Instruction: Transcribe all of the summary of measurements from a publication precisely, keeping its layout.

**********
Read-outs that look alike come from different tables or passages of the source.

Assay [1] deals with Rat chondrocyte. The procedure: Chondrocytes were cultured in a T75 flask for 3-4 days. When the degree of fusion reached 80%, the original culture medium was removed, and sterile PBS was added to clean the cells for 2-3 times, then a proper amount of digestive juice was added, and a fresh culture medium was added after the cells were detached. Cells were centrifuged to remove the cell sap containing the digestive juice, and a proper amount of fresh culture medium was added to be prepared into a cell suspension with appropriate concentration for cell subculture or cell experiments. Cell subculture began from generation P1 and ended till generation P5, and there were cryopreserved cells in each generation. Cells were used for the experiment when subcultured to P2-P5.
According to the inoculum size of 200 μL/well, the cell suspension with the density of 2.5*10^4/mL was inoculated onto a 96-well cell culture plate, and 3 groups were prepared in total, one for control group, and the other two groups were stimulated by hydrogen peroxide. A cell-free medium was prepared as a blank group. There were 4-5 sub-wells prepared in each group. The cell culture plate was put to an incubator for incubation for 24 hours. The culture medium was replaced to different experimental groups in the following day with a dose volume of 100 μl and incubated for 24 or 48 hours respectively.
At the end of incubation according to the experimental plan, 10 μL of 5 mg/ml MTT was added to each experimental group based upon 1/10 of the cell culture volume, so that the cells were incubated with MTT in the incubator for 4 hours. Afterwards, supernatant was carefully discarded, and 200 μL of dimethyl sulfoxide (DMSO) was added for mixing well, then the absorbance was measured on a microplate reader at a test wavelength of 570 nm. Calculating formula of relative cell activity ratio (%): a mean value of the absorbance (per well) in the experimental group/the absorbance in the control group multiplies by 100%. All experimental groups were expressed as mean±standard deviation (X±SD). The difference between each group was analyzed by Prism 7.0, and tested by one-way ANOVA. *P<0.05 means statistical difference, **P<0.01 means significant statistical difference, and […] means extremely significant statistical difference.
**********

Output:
Read-outs that look alike come from different tables or passages of the source.

Assay [1] deals with Rat chondrocyte. The procedure: Chondrocytes were cultured in a T75 flask for 3-4 days. When the degree of fusion reached 80%, the original culture medium was removed, and sterile PBS was added to clean the cells for 2-3 times, then a proper amount of digestive juice was added, and a fresh culture medium was added after the cells were detached. Cells were centrifuged to remove the cell sap containing the digestive juice, and a proper amount of fresh culture medium was added to be prepared into a cell suspension with appropriate concentration for cell subculture or cell experiments. Cell subculture began from generation P1 and ended till generation P5, and there were cryopreserved cells in each generation. Cells were used for the experiment when subcultured to P2-P5.
According to the inoculum size of 200 μL/well, the cell suspension with the density of 2.5*10^4/mL was inoculated onto a 96-well cell culture plate, and 3 groups were prepared in total, one for control group, and the other two groups were stimulated by hydrogen peroxide. A cell-free medium was prepared as a blank group. There were 4-5 sub-wells prepared in each group. The cell culture plate was put to an incubator for incubation for 24 hours. The culture medium was replaced to different experimental groups in the following day with a dose volume of 100 μl and incubated for 24 or 48 hours respectively.
At the end of incubation according to the experimental plan, 10 μL of 5 mg/ml MTT was added to each experimental group based upon 1/10 of the cell culture volume, so that the cells were incubated with MTT in the incubator for 4 hours. Afterwards, supernatant was carefully discarded, and 200 μL of dimethyl sulfoxide (DMSO) was added for mixing well, then the absorbance was measured on a microplate reader at a test wavelength of 570 nm. Calculating formula of relative cell activity ratio (%): a mean value of the absorbance (per well) in the experimental group/the absorbance in the control group multiplies by 100%. All experimental groups were expressed as mean±standard deviation (X±SD). The difference between each group was analyzed by Prism 7.0, and tested by one-way ANOVA. *P<0.05 means statistical difference, **P<0.01 means significant statistical difference, and […] means extremely significant statistical difference.